Yes, I know, it’s been a while. So sorry… I still love you, but have been simply too dang busy to even think about writing. Well, that’s not really true, I write in my head all the time. I’ve just been too tired to type it all in.
When I last left you, the roof was leaking, I’d made headway on the boxes and we’d hung some art, which makes me smile. D was about to fly away to another far-flung exotic locale to play with double helixes or something.
I figured I’d make even more headway while she’s gone. Silly me.
The morning after D left, her mother woke me up. She was really, really sick. Had been up all night, looked like an SUV ran her over, minus the tire prints on her back. Chills, aches. So I figured it was either the flu or an infection, which we’d been so zealously guarding against since the nasty little Dog Bite Incident.
She didn’t want to go somewhere new, where we’d have to fill out paperwork and medical histories again. You know how that sucks when you’re sick, trying to remember all of your meds, your past surgeries, your last splinter, the name of your third-grade boyfriend and your previous three addresses. So against my better judgment, we went back to the same suburban ER that treated her for the dog bite.
Add that to my ever-growing “Really Stupid Things I’ve Done Lately” list.
The ER doc came in and immediately swung into Mr. Cranky Pants mode. “You need to have your own doctor!” he says to Madge, who’s practically in a coma at this point. “You shouldn’t use the emergency room. Why you don’t have your own doctor?!? What am I going to do? I cannot call Internal Medicine and just get you a doctor!”
I slowly reached down and lifted my jaw up off of the floor. “OK, hold on a minute. First, she just moved here, and hasn’t had a chance to get her own doctor yet. Second, she’s really sick, and you shouldn’t be haranguing her like that. And third, you’re an EMERGENCY ROOM. You’re for really sick people. Now check her out and don’t make me put my angry eyes on!”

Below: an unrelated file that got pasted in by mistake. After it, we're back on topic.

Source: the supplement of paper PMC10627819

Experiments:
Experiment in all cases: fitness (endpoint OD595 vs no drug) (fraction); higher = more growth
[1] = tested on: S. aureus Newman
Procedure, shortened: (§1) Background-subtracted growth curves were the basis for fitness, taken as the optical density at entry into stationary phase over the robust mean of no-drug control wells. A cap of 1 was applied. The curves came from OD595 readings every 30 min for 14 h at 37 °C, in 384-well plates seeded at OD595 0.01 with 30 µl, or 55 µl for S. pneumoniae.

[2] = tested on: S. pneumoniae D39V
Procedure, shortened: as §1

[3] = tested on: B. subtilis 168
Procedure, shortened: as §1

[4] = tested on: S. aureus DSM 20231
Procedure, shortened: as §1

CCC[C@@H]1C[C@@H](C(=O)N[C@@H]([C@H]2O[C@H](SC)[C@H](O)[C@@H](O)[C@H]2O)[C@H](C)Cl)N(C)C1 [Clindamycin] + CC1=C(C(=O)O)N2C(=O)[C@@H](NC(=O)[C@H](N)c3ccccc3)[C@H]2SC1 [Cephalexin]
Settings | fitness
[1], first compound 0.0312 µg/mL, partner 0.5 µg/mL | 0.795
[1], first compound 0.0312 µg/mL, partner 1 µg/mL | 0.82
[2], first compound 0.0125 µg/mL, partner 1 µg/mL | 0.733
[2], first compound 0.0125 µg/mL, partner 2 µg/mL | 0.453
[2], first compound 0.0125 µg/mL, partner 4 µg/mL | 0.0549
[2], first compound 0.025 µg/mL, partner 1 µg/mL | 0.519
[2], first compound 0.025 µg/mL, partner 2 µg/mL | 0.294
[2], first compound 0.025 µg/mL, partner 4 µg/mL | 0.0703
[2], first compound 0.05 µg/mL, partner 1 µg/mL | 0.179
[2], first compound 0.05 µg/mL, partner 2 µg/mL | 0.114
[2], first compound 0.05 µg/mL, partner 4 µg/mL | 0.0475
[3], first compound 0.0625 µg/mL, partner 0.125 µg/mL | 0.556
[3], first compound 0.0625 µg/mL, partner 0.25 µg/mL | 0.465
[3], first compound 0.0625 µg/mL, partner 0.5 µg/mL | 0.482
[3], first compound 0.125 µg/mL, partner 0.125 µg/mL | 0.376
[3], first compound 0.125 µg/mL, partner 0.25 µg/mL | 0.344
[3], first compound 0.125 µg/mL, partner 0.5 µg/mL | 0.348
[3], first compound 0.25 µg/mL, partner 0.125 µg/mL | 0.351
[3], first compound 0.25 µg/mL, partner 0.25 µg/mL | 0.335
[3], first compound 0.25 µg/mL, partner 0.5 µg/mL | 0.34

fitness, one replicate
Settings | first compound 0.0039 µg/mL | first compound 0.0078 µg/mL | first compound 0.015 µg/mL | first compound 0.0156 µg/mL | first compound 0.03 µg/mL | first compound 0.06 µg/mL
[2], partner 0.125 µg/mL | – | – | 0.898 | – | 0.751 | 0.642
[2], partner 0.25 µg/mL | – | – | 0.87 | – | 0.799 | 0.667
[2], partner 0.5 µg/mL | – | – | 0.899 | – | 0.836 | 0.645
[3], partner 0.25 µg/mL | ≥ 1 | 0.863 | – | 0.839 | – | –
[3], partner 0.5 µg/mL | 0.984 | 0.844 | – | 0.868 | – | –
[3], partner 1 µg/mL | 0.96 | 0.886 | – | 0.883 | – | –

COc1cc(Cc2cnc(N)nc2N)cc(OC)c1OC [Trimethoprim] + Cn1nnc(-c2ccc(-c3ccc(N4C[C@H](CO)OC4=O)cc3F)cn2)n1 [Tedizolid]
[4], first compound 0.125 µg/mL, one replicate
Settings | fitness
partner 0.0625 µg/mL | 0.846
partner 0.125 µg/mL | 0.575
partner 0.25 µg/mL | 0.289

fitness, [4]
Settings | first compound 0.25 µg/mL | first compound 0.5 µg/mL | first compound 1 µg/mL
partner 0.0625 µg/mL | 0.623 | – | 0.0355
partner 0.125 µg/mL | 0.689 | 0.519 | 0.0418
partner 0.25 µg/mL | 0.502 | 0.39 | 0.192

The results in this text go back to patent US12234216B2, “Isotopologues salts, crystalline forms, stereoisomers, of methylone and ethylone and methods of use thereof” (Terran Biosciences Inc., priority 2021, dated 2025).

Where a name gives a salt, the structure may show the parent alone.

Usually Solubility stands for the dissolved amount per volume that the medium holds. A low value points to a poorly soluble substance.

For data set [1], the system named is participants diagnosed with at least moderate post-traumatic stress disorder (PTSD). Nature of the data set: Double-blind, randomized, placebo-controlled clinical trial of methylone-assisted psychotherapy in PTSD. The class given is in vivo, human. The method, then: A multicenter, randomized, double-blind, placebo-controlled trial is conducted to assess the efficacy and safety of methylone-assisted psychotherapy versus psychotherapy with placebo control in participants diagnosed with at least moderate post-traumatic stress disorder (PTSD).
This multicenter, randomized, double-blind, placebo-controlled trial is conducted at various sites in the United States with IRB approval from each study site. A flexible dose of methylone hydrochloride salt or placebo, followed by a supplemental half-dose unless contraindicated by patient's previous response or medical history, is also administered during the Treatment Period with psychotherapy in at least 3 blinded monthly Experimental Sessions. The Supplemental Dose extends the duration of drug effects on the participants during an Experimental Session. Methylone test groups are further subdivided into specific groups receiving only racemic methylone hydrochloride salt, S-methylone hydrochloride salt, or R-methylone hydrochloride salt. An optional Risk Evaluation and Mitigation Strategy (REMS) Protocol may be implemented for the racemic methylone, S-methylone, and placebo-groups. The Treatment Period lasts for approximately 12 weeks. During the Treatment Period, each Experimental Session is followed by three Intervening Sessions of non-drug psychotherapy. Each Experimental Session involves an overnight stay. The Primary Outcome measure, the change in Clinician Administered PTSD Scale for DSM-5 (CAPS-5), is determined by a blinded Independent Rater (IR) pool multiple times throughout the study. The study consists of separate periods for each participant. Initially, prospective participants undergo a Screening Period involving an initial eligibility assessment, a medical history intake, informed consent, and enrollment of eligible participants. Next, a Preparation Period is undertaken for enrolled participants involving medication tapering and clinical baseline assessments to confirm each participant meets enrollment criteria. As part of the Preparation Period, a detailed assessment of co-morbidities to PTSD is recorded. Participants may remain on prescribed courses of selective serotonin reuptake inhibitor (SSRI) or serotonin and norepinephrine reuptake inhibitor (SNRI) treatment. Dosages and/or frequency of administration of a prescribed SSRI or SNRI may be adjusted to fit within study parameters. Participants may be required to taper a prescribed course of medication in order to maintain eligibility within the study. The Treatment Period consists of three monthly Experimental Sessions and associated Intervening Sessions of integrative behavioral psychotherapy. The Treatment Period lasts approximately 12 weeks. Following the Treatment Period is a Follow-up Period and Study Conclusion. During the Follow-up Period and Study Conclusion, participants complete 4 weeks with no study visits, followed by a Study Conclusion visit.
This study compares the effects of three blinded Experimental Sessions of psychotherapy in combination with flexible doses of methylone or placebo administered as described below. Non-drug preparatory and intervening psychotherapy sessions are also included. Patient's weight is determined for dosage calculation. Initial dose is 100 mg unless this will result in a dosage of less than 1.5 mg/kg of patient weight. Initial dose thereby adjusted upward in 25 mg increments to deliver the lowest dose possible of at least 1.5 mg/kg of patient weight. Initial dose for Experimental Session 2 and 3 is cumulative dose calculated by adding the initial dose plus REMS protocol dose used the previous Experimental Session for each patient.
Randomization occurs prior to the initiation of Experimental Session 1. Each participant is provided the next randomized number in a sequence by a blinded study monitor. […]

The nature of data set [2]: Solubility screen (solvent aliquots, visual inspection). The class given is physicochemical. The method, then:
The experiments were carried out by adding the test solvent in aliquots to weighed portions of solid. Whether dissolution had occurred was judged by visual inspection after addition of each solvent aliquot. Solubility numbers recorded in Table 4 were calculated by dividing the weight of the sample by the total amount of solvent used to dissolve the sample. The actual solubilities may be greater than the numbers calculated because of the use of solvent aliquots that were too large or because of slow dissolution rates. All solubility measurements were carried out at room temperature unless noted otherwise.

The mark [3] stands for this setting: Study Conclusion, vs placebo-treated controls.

He rolled his eyes and started to leave. So I, having a medical background and knowing that at most hospitals you have to really look out for your loved ones, ask, of course, “What’s the plan?”
“The plan? The plan? The plan is to check her out. Is that OK with you?”
You’re kidding me. All of the ERs, in all the towns, in all the world, we walk into his? Here’s lookin’ at you, doc.
We snarled at each other, like those werewolves and vampires in that inexplicably popular movie series, and he left the room.
They took blood. Then a nurse came in, started an IV and hung a bag of saline because Madge is dehydrated. Soon we can go home, she says. I looked at Madge, who’s kind of lying on the little ER gurney bed looking all battered and weak, like a jellyfish washed up on the beach after a tropical storm. “I don’t think we’re going anywhere for a while,” I say.
Soon the nurse came back in, a little abashed. Turns out her white count was over 18,000, which is a pretty icky number. She had a raging infection of some sort. So they hung a little bag of Levaquin, told us she’ll get some pills and, again, can go home soon.
Skeptical Me: “That’s it? You’re kidding. Can you not see how bad she feels? That white count is really high.”
Nurse Ratched: “Well, that’s what Dr. Cranky Pants wants to do.”
Skeptical Me: “That’s not gonna be enough. Can you send Dr. Cranky Pants back in to talk to me?”
Nurse Ratched: “He’s the only one working today. I don’t know when he can get back.”